How I learned to love the illogical House of Lords

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The Independent Culture
WHEN I first began to study the tribal anthropology of the Peer people I regarded the Lords as irrelevant. They were one of those endearing eccentricities which make the British constitution so interesting to Americans and lesser breeds without the Westminster system, but infuriating for those of us who like government to be predictable and rational. At best I saw them as the geriatric ward of the constitution - but nothing of any relevance.

Two years on and my views have changed. After living in the Lords for a long period in order to talk to them, to enjoy their elderly gentlemen's club and to take their photographs, I now see them differently. We're destroying something which can't be justified rationally, but which works well, to replace it with something we have not thought through, and that may not work at all. As we do so, we not only put paid to a charming lifestyle but run the risk of creating a mess, destroying something which I, for one, will see go with real regret.

The Lords are based on the hereditary principle. The hereditaries keep it going with their long tradition of unpaid public service done out of duty rather than for money, fame or prospect of promotion to power. No- one can defend the principle of inheriting a seat in Parliament from one of Charles II's pimps or Lloyd George's cash'n'carry peerages, but it's one of those things like fox hunting. Totally unjustifiable once raised. Yet are they really worth raising in the first place? Haven't we got better things to do?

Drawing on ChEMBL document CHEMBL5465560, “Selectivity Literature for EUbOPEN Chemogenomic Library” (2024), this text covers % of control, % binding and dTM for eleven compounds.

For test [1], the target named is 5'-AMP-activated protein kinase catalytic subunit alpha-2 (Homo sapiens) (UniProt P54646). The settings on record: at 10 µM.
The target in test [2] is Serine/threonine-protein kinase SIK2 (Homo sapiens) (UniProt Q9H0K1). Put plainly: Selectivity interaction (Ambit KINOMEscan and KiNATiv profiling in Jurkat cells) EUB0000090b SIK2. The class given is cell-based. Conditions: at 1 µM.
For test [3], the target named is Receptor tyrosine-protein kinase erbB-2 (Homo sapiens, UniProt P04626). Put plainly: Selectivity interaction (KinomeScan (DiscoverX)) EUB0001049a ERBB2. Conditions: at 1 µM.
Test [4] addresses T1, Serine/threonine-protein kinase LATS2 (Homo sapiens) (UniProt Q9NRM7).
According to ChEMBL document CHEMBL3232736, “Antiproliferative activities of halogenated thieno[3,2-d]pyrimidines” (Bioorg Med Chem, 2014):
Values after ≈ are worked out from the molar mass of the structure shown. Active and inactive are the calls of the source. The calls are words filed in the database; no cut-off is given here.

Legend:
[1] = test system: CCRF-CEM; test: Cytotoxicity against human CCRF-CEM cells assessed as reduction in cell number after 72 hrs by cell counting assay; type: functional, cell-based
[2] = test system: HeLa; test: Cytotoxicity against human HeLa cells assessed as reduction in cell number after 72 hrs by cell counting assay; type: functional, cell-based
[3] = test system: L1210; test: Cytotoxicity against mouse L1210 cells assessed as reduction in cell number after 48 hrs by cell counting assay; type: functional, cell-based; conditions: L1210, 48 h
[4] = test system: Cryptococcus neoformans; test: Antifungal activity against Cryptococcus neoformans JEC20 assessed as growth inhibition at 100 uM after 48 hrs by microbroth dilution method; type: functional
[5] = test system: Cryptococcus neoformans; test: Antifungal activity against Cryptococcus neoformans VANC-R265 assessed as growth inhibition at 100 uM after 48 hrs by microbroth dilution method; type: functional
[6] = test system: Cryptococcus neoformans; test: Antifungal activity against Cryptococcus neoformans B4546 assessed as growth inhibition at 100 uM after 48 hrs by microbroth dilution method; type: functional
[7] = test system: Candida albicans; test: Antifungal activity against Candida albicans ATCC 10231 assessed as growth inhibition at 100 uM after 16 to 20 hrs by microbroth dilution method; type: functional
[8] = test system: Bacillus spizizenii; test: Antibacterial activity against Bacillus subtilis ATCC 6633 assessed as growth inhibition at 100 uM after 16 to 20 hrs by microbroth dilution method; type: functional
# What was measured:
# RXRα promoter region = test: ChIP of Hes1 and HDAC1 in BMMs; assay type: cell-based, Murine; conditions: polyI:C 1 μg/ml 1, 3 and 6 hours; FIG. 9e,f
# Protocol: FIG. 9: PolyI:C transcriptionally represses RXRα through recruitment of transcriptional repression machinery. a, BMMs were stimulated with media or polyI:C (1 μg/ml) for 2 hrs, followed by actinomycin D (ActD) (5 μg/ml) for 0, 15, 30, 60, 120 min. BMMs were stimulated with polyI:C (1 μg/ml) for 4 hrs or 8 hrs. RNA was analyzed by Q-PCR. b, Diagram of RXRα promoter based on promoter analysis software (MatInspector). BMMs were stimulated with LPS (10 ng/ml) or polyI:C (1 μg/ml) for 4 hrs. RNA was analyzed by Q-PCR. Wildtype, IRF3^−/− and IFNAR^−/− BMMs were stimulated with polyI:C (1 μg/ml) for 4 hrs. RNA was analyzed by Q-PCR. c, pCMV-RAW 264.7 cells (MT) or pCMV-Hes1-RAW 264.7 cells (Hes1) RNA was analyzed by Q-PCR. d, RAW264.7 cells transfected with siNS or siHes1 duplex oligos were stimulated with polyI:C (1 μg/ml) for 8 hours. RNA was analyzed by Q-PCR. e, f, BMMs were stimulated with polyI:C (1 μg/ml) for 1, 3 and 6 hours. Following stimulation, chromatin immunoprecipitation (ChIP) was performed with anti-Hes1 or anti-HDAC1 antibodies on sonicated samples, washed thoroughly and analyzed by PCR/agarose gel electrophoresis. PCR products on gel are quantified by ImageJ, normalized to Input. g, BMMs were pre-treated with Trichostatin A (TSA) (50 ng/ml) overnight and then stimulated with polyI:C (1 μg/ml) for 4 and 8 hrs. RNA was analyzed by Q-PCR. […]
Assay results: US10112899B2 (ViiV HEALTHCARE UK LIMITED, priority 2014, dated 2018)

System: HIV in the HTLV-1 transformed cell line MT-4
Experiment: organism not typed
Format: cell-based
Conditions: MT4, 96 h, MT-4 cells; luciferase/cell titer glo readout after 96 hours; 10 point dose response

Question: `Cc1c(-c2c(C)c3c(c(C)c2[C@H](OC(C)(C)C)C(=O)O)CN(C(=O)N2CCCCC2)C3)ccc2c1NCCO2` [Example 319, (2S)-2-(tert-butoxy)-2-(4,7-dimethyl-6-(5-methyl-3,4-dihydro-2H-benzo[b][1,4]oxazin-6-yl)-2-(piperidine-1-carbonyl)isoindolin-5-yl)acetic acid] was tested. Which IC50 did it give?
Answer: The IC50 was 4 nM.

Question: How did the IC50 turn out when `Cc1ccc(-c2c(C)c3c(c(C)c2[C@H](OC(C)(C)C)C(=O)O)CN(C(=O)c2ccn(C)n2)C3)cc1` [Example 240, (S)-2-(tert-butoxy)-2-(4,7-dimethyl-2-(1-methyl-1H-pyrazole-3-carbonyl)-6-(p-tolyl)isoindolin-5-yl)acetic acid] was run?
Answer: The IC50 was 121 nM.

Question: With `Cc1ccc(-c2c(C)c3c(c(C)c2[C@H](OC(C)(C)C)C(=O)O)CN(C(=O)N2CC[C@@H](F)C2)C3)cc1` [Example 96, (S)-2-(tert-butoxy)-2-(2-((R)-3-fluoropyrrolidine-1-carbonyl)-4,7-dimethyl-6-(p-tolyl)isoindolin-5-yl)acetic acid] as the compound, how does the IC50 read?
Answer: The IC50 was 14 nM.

Unfortunately, Labour saw the issue of abolition as providing a nice radical touch in our very conservative manifesto. It rallies the faithful by doling them a nice dollop of class war, and a class enemy. Indeed, the only one we're allowed these days. It fits in with our modernising image and programme. So without thinking it through, we promised abolition. This brought us up against the problem which has put the Labour party off acting before. Should it be elected, in which case it must clash with the first chamber? Or should it be appointed, in which case it simply reflects the wishes of the government of the day and becomes the biggest patronage pot in history.

These two problems are closely interconnected and the hereditaries are central to both issues. They do an enormous amount of valuable public service pretty well free of charge. Pay peanuts, get Peers. Hereditaries are wealthy in that they own the country, with a few exceptions such as Lord Monkswell, a former engineering employee, or Lord Calverley, a Bradford policemen who took early retirement after working out that his pension and his daily Lords' attendance allowance would allow him to live, only now to face the loss of his new job.

But the Life peers are mostly high earners, most of whom are reluctant to be kept hanging round for votes at unpredictable times when they've got a serious job outside. Businessmen can entertain clients there, but can hardly do the rest of their job. So any alternative provision is going to have to make it much more worth while for members to actually do the work. The new second chamber will - and should - cost far more.